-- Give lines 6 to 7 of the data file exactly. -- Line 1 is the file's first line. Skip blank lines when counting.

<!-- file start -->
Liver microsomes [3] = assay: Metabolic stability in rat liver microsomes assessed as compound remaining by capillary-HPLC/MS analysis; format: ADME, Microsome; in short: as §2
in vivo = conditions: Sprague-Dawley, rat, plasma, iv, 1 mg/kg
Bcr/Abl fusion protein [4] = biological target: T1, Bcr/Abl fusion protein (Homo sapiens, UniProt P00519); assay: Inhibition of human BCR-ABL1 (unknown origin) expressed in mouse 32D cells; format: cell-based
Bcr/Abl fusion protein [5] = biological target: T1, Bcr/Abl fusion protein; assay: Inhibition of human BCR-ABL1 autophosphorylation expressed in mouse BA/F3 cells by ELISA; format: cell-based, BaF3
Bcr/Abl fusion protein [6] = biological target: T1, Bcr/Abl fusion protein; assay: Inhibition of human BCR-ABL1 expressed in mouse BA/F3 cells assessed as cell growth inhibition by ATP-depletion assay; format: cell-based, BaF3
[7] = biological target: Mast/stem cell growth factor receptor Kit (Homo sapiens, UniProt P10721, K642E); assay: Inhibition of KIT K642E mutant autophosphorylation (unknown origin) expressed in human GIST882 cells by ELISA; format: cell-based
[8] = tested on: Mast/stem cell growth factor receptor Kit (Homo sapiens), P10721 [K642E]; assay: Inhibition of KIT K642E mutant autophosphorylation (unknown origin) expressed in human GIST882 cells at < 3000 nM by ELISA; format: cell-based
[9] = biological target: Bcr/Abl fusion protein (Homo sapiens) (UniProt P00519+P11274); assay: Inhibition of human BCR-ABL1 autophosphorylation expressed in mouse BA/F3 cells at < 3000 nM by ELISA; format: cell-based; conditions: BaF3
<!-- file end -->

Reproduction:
[7] = biological target: Mast/stem cell growth factor receptor Kit (Homo sapiens, UniProt P10721, K642E); assay: Inhibition of KIT K642E mutant autophosphorylation (unknown origin) expressed in human GIST882 cells by ELISA; format: cell-based
[8] = tested on: Mast/stem cell growth factor receptor Kit (Homo sapiens), P10721 [K642E]; assay: Inhibition of KIT K642E mutant autophosphorylation (unknown origin) expressed in human GIST882 cells at < 3000 nM by ELISA; format: cell-based